On Sep 24, 2:28&#2013266080;pm, "jungledmnc" <jungled...@gmail.com> wrote:
> >i've lately been tweaking a lookup waveshaper. even when filled with > >polynomial curves there are some additional interpolation artifacts > >(hard to hear, though, amid all the intermodulation) > > Btw. what does exactly "lookup waveshaper" mean? I understand that it has > a table. But how is that possible? In 32-bit floating point arithmetics it > sounds impossible. You always have to limit the number of entries, but it > creates "stairway" or you can use some kind of interpolation, which leads > to a question if it is worth it, since modern processors rely on cache, > that does not like tables very much :-). > > dmnc
yes, of course one interpolates, in a floating point world. certainly there is a tradeoff, not the fastest thing nor the least memory intensive but you can load arbitrary data, morph through stacks of tables (which allows for variable assymetry and whatnot), and generally have a very flexible synth component. that's the kind of thing i have been working on for a while, your application is likely very different. and, of course, not all applications involve "modern" processors or even floating-point arithmetic... i've done a lot of work with synthesizers on 8051 arch chips... -zeb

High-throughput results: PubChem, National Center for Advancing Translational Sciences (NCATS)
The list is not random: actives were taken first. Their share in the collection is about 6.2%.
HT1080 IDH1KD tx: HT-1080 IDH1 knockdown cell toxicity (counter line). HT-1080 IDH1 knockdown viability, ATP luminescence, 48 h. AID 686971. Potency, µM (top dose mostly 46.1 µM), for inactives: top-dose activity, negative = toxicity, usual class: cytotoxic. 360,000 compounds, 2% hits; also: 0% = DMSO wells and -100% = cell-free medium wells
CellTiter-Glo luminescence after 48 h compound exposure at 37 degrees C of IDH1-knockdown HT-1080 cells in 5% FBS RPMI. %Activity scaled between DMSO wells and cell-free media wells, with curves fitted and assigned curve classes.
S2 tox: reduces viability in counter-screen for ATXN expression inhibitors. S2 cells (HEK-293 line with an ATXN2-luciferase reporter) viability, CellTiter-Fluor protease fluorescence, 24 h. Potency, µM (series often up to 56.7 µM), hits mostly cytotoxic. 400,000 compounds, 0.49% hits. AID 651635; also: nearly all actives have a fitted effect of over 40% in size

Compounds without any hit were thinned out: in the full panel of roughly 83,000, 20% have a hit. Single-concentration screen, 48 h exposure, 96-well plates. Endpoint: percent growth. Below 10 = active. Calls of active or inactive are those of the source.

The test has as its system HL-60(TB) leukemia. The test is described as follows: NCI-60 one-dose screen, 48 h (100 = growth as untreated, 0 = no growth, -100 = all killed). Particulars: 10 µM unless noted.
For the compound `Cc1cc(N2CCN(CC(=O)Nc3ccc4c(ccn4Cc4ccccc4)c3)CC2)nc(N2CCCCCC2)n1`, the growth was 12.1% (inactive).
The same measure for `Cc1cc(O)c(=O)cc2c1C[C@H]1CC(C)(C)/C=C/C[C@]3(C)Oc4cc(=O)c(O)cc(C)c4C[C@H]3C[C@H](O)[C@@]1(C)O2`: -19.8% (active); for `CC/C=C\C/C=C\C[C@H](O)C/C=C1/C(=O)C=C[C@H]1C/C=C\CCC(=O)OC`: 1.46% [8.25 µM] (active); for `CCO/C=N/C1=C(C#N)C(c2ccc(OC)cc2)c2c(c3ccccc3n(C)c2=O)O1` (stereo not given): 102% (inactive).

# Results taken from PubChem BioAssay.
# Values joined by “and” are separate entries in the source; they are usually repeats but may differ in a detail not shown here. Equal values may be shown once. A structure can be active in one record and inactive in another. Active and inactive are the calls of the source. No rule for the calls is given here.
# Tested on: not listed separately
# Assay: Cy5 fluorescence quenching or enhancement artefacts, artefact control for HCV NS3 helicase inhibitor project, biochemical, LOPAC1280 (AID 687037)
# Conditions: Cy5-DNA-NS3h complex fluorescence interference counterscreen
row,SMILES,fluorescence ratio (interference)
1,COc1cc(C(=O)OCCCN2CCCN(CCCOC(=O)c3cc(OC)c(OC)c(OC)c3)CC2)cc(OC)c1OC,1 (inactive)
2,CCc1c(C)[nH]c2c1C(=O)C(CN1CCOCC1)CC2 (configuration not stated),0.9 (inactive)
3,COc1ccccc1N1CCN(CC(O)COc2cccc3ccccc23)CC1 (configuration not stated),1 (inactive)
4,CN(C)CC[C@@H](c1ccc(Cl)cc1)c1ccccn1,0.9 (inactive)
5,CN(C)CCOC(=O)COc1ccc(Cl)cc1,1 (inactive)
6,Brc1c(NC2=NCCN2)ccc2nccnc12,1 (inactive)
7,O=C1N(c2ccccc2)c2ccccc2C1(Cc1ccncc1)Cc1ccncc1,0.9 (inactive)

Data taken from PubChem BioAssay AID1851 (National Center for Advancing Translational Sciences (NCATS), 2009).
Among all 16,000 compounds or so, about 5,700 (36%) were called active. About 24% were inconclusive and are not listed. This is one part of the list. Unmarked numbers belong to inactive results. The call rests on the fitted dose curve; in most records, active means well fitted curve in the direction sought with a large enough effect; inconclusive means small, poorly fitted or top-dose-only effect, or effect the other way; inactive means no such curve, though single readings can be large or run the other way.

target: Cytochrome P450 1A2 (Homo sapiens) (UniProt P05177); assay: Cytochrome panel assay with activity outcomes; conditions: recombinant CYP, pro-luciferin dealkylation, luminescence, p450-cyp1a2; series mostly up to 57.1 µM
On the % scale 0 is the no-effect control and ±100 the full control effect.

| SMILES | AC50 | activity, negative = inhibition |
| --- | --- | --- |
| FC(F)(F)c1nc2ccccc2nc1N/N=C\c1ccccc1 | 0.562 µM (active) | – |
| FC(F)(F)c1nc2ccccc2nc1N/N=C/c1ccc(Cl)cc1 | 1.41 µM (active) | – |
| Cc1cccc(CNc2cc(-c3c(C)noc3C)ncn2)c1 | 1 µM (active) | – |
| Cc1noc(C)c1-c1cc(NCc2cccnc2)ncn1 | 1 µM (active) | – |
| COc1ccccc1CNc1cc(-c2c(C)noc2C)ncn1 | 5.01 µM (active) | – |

Reply by jungledmnc September 24, 20082008-09-24
>i've lately been tweaking a lookup waveshaper. even when filled with >polynomial curves there are some additional interpolation artifacts >(hard to hear, though, amid all the intermodulation)
Btw. what does exactly "lookup waveshaper" mean? I understand that it has a table. But how is that possible? In 32-bit floating point arithmetics it sounds impossible. You always have to limit the number of entries, but it creates "stairway" or you can use some kind of interpolation, which leads to a question if it is worth it, since modern processors rely on cache, that does not like tables very much :-). dmnc
Reply by zebra September 24, 20082008-09-24
> you should try to design the non-linear operation or waveshaper so > that it inherently does not create any frequency components above fs/ > 2. &#2013266080;at the &#2013266080;fs at which it is operating...
oh right, for sure there is the always handy fact that an n-th order polynomial produces up to nth order harmonics. so upsample by a factor of n... i've lately been tweaking a lookup waveshaper. even when filled with polynomial curves there are some additional interpolation artifacts (hard to hear, though, amid all the intermodulation)